History for Everyone

History for Everyone

We went to see SIX on Broadway recently (whole other story) which is about the six wives of Henry VIII. The point of the show is that the history of the King is really the herstory of the Queens, and that they are the reason why he is famous. Also, in the production, the actors cast in the roles of the six Queens are not ethnically accurate to the original wives. This is in line with the same trend as seen in Hamilton. “Color blind casting” is what some people are calling it.

Now you could argue that if the goal is to create cognitive dissonance by casting ethnic mismatches (“an African-American George Washington??!”) then the casting is not actually “color blind.” If Hamilton were truly cast “color-blind,” then there would be a white George Washington in one production and a black one in another. But that’s not how it’s being done in this new wave of theatre. A more accurate term which is also currently in use is “nontraditional casting,” to reflect a conscious choice of casting outside of ethnic expectations to make a point, or impact the overall piece.

Bridgerton: we’re here for the hotties, not the history.

You may have seen this kind of casting in some recent streaming TV shows like Bridgerton on Netflix or The Great on Hulu. The former is set in regency England (Jane Austen’s time period) and the latter is another version of the often told story of the rise of Catherine the Great. Both are completely fictional, and quite enjoyable and well done shows. But there’s something incongruous, absurd even, about the casting, in the sense that race relations in that time period were so much different than they are today, and therefore it makes no sense for a black guy, however suave and debonair, to be a Duke in a Russian or English court in the late 1700s.

I’ll just put it bluntly: in that time period, black people were not in high positions of power in Europe, and except for rare instances noted in history, not engaged in courtly intrigue with them, as their peers. In portraying black and white people together as equals, something which makes sense in a story set in modern times, you might say that these shows are erasing history – trying to cover up or forget the shame of the racial injustices of the past. These shows are creating a fictional version of history that ignores a glaring aspect of it.

Alternately, you might say that, since these shows are simply recreating history, then by incorporating modern values about race into the narrative they are promoting inclusivity and empowering previously marginalized people. Some of these old history stories are rousing stuff, and why shouldn’t black people get to play these amazing roles? Is it so different from a woman playing Hamlet, as happened long ago? George Washington is a towering figure of American myth – why should white people get to own him forever?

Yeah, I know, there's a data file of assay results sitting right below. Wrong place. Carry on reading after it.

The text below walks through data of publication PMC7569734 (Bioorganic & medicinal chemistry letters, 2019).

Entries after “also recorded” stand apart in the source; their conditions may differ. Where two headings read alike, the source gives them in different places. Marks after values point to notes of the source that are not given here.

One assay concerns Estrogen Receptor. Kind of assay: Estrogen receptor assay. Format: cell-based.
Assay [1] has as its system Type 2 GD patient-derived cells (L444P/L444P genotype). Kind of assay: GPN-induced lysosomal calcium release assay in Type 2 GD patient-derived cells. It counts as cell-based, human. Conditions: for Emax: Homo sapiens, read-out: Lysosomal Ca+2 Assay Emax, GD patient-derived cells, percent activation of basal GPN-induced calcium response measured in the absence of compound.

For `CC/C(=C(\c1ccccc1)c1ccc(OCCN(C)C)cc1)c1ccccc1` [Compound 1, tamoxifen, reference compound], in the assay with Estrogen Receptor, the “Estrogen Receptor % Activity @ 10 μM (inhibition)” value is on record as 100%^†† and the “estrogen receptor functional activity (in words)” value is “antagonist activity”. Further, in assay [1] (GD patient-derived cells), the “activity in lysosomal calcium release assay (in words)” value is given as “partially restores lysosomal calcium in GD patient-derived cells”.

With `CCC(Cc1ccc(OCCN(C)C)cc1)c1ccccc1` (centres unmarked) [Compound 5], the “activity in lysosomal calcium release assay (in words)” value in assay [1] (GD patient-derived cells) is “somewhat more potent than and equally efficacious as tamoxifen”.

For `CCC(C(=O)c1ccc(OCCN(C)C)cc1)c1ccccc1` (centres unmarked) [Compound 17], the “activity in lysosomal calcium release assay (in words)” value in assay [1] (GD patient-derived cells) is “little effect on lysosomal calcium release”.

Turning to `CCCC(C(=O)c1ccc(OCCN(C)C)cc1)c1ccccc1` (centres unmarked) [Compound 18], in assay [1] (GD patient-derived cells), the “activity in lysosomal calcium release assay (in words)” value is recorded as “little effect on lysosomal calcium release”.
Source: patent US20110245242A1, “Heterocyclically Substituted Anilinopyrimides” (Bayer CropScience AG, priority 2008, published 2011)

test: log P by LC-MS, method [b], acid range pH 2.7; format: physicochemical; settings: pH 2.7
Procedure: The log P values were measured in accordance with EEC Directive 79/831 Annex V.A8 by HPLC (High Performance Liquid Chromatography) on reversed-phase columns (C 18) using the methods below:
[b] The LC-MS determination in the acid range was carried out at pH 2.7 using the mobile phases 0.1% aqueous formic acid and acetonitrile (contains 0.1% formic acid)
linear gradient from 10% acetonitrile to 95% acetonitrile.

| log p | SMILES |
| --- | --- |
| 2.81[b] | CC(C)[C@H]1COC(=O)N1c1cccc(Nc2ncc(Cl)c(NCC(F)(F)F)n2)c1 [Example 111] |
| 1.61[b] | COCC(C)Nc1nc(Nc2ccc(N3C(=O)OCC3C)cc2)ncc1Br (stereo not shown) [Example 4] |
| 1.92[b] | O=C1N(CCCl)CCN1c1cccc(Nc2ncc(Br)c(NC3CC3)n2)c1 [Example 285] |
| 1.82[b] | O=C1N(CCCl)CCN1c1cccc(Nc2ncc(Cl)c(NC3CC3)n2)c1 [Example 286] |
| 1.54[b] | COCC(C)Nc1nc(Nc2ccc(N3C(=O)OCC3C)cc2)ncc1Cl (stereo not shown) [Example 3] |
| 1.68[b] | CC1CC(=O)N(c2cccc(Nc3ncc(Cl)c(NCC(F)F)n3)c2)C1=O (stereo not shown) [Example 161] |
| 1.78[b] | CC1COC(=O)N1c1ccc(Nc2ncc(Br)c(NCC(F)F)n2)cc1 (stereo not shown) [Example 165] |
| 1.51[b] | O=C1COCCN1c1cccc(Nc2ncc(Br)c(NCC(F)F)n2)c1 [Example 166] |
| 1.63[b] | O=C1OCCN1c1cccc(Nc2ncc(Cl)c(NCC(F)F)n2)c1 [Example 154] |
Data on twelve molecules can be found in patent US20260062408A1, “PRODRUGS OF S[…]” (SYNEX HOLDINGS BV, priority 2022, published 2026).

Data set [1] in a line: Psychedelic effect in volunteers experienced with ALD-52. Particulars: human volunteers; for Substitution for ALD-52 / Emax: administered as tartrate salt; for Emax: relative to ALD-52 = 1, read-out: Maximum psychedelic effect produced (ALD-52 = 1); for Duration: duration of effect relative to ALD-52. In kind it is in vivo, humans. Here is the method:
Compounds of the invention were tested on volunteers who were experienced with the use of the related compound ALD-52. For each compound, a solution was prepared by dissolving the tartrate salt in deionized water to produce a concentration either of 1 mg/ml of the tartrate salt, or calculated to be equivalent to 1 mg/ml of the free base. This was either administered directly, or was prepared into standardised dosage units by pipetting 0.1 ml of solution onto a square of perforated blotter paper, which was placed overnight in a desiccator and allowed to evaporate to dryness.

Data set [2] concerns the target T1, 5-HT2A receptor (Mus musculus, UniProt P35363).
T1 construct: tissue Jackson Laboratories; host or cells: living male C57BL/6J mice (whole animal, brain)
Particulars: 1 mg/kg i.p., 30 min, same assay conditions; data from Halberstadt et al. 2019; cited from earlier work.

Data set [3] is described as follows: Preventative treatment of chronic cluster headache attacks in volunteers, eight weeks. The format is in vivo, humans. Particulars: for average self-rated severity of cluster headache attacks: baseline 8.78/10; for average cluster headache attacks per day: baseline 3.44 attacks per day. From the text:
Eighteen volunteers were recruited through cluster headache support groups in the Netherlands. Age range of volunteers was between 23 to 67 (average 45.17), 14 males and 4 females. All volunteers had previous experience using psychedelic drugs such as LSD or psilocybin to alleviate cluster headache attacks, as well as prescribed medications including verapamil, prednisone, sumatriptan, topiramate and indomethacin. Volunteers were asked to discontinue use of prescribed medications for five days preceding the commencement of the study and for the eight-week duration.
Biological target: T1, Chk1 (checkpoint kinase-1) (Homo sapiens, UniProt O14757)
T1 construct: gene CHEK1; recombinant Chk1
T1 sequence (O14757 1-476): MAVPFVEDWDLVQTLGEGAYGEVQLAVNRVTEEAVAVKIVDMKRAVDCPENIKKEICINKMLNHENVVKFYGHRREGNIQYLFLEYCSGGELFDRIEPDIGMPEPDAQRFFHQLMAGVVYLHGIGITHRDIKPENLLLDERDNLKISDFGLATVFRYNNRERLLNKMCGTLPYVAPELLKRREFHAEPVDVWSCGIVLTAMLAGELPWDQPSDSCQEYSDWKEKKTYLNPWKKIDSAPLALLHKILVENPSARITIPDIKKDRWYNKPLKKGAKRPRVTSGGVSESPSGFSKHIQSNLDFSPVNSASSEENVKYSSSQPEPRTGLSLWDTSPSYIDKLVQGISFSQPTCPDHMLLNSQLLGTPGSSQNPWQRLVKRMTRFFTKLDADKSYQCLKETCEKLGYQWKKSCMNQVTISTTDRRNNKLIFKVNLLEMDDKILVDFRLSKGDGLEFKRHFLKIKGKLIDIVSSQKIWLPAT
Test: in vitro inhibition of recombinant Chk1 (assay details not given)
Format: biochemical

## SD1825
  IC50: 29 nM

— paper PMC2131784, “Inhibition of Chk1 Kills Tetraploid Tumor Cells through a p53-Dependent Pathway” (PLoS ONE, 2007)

I fret about the erasure of history as I write this, but then I have to wonder: is it so bad if future generations forget about the racial discrimination of the past, so long as it never returns? Maybe it’s possible to take the old adage about forgetting history too literally.

Let’s say some young person in the future is watching Bridgerton and is completely unaware of the impossibility of black and white people all dancing together at an upper class ball in regency England, unaware that back then the races did not mix like that, or be treated as equals. It’s not like we don’t routinely botch history in our many recreations of other eras. If someone then made them aware that black people were treated poorly, as a lower class of human, in that time period, their reaction might be an incredulous, “Really??! How could people have tolerated that? That is insane!” Maybe we could achieve a future where racial discrimination seems absurd and an obscure fact that needs to be dug up in old history books.

The problem, though, is that racial discrimination is still a thing of the present. So a show which pretends that discrimination didn’t exist in the past might lure us into forgetting that it exists today. It might help us ignore a glaring aspect not of history but of our own time. It might just be a distraction on TV, posing as proof that we have finally ended racial discrimination.

We need our distractions, so maybe the best thing is to think of these shows as escapist entertainment, fun and playful. Meanwhile, we continue to seriously look at racial issues in our society. We have nontraditional casting on the one hand, and critical race theory on the other, both tools in our struggle to repair race relations. Wouldn’t it be something, if some day, a mixed race cast in a period piece was not a politically charged choice, but merely a curious anachronism.

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